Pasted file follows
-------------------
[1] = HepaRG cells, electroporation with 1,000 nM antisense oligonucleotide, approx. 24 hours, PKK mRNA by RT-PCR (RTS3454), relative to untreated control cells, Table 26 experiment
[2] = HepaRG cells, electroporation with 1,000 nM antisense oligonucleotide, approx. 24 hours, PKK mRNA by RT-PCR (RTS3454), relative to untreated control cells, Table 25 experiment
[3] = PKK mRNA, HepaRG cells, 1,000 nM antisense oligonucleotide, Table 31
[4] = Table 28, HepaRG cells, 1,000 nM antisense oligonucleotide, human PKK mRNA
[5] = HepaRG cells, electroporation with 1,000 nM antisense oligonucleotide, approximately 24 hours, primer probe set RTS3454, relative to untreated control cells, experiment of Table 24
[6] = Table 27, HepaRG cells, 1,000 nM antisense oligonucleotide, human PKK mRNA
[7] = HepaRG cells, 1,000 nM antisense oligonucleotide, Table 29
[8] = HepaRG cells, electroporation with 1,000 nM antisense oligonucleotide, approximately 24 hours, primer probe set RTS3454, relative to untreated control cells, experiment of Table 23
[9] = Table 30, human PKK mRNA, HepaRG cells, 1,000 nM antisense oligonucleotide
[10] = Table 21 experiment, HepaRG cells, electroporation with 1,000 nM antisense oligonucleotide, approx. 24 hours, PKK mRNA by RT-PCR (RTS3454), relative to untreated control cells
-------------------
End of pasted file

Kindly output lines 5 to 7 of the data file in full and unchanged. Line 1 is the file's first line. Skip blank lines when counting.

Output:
[5] = HepaRG cells, electroporation with 1,000 nM antisense oligonucleotide, approximately 24 hours, primer probe set RTS3454, relative to untreated control cells, experiment of Table 24
[6] = Table 27, HepaRG cells, 1,000 nM antisense oligonucleotide, human PKK mRNA
[7] = HepaRG cells, 1,000 nM antisense oligonucleotide, Table 29